Early last month, I quoted a dispatch from a checkpoint between rebel-controlled Libya and Qaddafi’s Tripoli:
The refugees say that Tripoli’s rebels defiantly paint their flags on anything that will spread their message, including pigeons, cats and balloons.
Today, the rebel flags are flying from buildings across the city, and rumors of Col. Qaddafi’s death or flight from the city abound.
The author of that poetic line from early July, Kareem Fahim, reports:
“We are coordinating the attacks inside [Tripoli], and our forces from outside are ready to enter Tripoli,” said Anwar Fekini, a rebel leader from the mountainous region in western Libya, speaking by telephone from Tunis. “If you can call any mobile number in Tripoli, you will hear in the background the beautiful sound of the bullets of freedom.”
Phone calls to several Tripoli residents in different neighborhoods confirmed that gunfire and explosions were widespread. And there were reports of frequent NATO jet flights and airstrikes — a common accompaniment to the drumbeat of the rebel advance in the past week.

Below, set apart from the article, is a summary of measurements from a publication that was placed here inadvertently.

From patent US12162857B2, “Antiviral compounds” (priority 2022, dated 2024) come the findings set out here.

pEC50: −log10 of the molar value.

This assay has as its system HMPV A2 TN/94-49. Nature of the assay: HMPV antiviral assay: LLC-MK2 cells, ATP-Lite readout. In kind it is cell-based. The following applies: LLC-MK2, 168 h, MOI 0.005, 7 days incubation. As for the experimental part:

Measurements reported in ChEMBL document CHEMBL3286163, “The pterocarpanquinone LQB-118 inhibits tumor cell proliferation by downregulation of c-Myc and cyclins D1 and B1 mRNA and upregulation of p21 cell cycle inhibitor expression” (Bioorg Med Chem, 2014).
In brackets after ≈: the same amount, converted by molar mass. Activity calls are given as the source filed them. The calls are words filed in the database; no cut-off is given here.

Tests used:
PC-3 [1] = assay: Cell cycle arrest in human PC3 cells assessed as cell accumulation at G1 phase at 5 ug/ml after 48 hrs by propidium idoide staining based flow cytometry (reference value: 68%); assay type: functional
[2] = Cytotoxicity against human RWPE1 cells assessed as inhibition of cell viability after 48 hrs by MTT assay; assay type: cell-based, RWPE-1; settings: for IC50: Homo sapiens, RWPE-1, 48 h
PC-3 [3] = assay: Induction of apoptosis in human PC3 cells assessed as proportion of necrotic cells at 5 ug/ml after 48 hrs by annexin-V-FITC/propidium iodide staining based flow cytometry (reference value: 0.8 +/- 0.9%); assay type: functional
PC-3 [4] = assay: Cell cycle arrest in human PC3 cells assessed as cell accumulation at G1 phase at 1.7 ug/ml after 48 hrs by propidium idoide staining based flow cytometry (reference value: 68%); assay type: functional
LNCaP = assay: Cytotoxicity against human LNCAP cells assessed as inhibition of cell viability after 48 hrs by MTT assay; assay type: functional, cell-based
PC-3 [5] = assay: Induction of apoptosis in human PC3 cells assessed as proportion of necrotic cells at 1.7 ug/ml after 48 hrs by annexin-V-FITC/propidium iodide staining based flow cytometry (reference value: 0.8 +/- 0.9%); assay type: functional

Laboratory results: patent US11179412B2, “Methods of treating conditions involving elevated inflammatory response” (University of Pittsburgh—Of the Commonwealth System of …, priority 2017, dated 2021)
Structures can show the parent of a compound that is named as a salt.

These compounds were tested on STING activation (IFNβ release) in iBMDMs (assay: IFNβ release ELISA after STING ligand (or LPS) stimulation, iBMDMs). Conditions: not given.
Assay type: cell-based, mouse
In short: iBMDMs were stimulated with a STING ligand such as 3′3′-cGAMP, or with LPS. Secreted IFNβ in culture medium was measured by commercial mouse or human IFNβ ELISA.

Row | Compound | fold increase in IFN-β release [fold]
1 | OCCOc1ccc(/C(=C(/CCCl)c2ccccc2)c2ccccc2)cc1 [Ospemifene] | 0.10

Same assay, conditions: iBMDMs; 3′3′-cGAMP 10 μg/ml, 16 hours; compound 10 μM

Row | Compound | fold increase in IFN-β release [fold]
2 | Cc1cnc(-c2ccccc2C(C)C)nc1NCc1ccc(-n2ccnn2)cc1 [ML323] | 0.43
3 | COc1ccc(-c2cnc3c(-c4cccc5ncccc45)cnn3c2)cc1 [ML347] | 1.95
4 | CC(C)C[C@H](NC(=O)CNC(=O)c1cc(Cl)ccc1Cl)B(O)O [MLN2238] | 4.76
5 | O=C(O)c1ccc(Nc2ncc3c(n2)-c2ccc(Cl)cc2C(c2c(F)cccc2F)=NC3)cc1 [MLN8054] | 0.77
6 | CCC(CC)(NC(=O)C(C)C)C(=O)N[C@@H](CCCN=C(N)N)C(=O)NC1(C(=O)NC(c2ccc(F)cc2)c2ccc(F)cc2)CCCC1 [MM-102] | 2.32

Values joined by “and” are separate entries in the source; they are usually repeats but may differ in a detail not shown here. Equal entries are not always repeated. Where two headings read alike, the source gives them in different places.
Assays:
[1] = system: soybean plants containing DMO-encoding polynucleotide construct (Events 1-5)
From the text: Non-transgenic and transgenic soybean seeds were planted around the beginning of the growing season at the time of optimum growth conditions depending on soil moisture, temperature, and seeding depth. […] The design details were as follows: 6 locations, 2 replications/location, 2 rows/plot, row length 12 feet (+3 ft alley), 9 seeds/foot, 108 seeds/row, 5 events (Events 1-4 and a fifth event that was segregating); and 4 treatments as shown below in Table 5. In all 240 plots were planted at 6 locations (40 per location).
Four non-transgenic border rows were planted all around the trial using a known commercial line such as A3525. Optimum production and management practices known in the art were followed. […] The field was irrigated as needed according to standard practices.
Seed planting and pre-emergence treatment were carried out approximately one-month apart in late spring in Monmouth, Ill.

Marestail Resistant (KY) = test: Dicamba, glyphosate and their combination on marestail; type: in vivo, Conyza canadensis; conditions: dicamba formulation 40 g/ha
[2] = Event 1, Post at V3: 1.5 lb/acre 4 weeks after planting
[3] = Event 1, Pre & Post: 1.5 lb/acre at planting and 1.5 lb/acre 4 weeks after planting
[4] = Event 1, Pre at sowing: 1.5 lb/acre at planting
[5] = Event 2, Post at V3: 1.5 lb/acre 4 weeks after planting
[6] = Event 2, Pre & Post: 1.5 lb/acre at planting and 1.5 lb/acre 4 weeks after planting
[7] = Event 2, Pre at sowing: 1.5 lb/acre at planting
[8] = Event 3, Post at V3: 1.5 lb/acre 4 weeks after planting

It’s too soon to know how this will all resolve, but it’s hard to imagine that the death or flight of Qaddafi would do anything but demoralize remaining government forces. The civil war is not likely to end in a single decisive move today, but it’s hard to see any ultimate resolution to the conflict other than the ultimate victory of the rebellion. This war lasted longer than the uprising in Egypt earlier this year, and was far more deadly, but it is a reminder that the demand for freedom which galvanized North Africa and the Middle East has not abated. It’s a timely reminder, given the recent naval shelling of rebel towns by Syria’s Assad government.